After which – the darkness inside John Doe flips back on after the Thiopental wears off, and he begins trying to murder Forrester in a similar fashion to how he had killed the others. And that is when Forrester begins seeing visions of the people who had been murdered before. Later, after breaking free from the constraints the hospital has put him in, Forrester goes back in and tries to kill John Doe. But not before Doe tells him that he remembers who he is. That his name is Michael Clark and that he remembers his children. And with that, Forrester attempts to kill him. And when Forrester’s boss catches on to what Forrester has been doing she tells him that Doe is being released.

The Conclusion of The Dead Center Explained

When Michael Clark is released from the hospital, under the custody of his father, both the detective and the doctor are hot on his tail. But…not hot enough, because by the time Dr. Forrester makes it to Clark’s neighborhood, Clark’s family, the detective, and half the neighborhood’s family’s have all been murdered by Clark – who is now moving from house to house as quickly as he can. And to what end? To dispatch as many people as physically possible.

Armed with a syringe of Thiopental and a tire iron, Daniel heads in to try and shut down the marauding monster. And as the two are beating each other senseless, Clark catches Daniel and begins sucking Daniel’s soul out of his face, but not before Daniel snaps out of it and beats Clark into a bloody pulp. But when Daniel is being treated for his cuts in an ambulance, he is completely out of it, and all but comatose. And while we stare at his face, lines of darkness begin spreading up through his cheeks and eyes…cut to black and roll credits.

A Few Theories that Explain that Ending

Theory #1 – Daniel Wins! – this theory is for those of you that hate dealing with the truth, and prefer your movies (even of the horror genre) to come with happy endings. Obviously Daniel wins, because Clark is a bloody mess, and Daniel is still alive. So HURRAY Shane, your character won the day!

Theory #2 – Michael Clark Takes a Nap – Remember in the beginning when Michael’s wife died in the fire? And when he probably died, but then came back? Oh, and then he committed suicide by draining all the blood out of his body? And then he came back again? Yeah, who’s to say that our good friend, Michael Clark, isn’t taking a breather before he gets up for another round of cardio workouts? Yeah. Fans of Theory 1 definitely don’t like this theory.

Theory #3 – Daniel is the Darkness – worse than all the evilness of Theory #2 is the idea that whatever evil that jumped into Michael Clark’s body in the fire, also found a way to jump hosts. That’s right, at the end of the movie, who’s to say that Daniel Forrester is the new John Doe, ready to head into the darkness and go house to house until John Doe’s job is completed.

I don’t know – but the only real theory that seems to make sense for this particular movie is the third one. So, I’m sorry to all of you that think that we got ourselves a happy ending here. There’s no way. But what about the evil that followed Clark back from the dead – what was that about?

Remember, Michael Clark left a suicide note before attempting to killing himself by draining the blood out of his body in the bathtub, and the note said, “I am the mouth of death. None are beyond my reach.” Which, we learn later, comes from a book entitled, “Covenant of Death.” (And, because I’m like this…I looked it up and it’s a fictional book. Which is always a bummer, because there is so much to learn from real books that usually sheds light on the larger picture of the movie). Regardless, the wall of research in the basement tells the story of unexplained death outbreaks that have broken out for as long as history was recorded. Each outbreak accounted for thousands and thousands of dead, and it was always misunderstood. Sometimes it was misunderstood as a Flu epidemic. But generally it was written off as a biological outbreak. Instead of seen as the spiritual assault that it was. (Spiritual? What else do you call it when something enters from the beyond through a returning dead person? Literally not a rhetorical question.)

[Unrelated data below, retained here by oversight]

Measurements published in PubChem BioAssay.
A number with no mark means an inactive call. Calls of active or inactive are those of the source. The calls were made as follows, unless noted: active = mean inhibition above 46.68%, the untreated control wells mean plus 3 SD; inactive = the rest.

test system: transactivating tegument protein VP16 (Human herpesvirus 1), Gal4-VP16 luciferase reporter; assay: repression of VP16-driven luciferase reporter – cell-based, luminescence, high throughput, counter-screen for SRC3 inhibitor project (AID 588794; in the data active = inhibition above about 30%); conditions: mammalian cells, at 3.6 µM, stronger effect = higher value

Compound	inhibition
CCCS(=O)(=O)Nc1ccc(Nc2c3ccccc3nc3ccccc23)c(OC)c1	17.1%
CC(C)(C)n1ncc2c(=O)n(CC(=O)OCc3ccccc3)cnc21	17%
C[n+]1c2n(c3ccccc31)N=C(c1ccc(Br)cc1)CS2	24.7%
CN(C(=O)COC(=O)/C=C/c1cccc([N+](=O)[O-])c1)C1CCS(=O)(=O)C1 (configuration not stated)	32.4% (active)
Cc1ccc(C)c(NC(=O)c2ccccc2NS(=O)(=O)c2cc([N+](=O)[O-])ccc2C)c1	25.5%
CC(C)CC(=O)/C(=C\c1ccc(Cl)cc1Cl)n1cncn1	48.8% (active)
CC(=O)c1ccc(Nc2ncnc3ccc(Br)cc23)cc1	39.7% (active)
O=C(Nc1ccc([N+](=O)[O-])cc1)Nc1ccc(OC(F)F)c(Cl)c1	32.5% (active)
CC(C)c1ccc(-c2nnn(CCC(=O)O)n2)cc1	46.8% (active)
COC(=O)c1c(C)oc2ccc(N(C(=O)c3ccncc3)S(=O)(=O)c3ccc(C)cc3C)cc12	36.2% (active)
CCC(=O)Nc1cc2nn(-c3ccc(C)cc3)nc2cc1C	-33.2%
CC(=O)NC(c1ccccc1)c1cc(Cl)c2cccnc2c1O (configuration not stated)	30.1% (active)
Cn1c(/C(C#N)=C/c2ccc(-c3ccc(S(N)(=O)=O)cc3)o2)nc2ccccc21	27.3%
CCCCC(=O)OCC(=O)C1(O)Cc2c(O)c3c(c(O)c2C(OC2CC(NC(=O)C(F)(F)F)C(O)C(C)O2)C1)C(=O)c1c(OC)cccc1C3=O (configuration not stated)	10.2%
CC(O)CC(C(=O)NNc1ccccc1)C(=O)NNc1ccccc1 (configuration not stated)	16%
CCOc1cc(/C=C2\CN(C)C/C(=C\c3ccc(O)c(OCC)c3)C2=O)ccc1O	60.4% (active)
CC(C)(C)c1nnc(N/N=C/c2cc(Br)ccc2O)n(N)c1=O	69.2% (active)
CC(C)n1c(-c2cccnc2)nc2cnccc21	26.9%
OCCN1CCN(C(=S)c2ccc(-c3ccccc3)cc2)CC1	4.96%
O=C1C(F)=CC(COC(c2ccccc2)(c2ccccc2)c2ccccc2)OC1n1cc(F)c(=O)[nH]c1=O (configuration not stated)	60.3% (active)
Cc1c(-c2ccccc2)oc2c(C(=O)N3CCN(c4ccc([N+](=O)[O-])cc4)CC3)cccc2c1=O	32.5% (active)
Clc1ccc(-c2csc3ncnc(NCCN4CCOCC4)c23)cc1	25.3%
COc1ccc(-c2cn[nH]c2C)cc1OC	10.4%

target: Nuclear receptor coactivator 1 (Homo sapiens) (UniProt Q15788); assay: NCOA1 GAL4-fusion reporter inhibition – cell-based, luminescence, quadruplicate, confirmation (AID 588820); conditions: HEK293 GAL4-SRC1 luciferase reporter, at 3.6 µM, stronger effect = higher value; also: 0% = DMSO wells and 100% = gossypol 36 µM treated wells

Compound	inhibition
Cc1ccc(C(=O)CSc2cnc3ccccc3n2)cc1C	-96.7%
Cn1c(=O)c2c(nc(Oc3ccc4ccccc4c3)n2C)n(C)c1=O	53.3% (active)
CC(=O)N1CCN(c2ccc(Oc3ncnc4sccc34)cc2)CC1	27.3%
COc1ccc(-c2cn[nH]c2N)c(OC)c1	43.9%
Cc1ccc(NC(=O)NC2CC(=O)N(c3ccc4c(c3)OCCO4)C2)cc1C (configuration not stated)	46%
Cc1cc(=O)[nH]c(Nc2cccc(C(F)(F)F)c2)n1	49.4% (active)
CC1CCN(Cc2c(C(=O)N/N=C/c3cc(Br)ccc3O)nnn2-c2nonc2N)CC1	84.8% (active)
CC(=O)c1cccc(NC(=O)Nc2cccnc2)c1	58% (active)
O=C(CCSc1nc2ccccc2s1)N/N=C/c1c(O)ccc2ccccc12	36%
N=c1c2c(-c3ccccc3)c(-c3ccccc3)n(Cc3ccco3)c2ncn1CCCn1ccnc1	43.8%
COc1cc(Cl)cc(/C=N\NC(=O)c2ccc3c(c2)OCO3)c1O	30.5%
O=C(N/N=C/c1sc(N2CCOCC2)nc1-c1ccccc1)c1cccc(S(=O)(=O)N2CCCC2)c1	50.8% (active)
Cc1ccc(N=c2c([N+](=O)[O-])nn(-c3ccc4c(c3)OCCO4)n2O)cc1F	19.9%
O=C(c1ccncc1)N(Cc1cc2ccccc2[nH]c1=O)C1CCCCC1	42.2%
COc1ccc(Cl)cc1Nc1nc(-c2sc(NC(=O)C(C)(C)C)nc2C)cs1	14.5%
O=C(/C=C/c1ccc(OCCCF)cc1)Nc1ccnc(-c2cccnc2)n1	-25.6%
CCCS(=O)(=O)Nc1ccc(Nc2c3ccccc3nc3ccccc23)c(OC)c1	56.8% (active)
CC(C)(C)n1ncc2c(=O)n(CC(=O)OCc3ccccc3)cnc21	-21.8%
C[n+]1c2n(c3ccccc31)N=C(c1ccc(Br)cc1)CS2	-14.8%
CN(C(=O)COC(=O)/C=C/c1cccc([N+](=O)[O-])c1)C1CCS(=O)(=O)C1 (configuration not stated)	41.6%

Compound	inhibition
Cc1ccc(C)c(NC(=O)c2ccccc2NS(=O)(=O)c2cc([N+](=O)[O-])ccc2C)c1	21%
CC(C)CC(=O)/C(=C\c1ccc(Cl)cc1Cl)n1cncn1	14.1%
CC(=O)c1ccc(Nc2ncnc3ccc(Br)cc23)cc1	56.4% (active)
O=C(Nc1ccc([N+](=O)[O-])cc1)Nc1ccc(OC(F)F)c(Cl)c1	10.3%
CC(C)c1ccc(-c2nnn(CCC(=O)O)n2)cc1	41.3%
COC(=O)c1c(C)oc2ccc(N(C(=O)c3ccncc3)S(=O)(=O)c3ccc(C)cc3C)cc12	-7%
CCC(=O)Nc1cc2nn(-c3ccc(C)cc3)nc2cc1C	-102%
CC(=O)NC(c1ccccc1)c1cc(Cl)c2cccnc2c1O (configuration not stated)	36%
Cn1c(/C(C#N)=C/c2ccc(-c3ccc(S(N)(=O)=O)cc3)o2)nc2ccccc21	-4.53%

So, what I am understanding is that The Dead Center is positing that many of the world’s worst biological outbreaks of mass death were actually evil devouring the world. Bubonic Plague? No. It was actually a John Doe sucking the souls out of the people throughout Europe. Flu epidemic? No, it was actually John Doe again.

Final Thoughts on The Dead Center

The Dead Center was a fun little ride. I mainly enjoyed seeing Shane again (yes, yes, Shane and I are on a first name basis.) and watching him take the helm of a role. Even if it was for a fairly basic, run-of-the-mill thriller/horror script idea. Would I have preferred watching Mr. Carruth just reading his script for his unfinished film, “Atopiary” to us? Well, YEAH. Would I have preferred to wait if it meant finally getting his movie “The Modern Ocean” out to us eventually? Yes. Yes, I would. But as far as tastes of the Carruth go – this wasn’t half bad at all. If you just finished watching, and are jonesing for another go at the man – this short film is brilliant, and may do the trick. For now anyway.

Or, if that wasn’t quite enough – what about this? “We’ll Find Something” was a fun script that reunited Carruth with Amy Seimetz, who he was once engaged to, apparently.

Anyway, thanks Shane for reminding us of how much fun you are to watch on screen.

Edited by: CY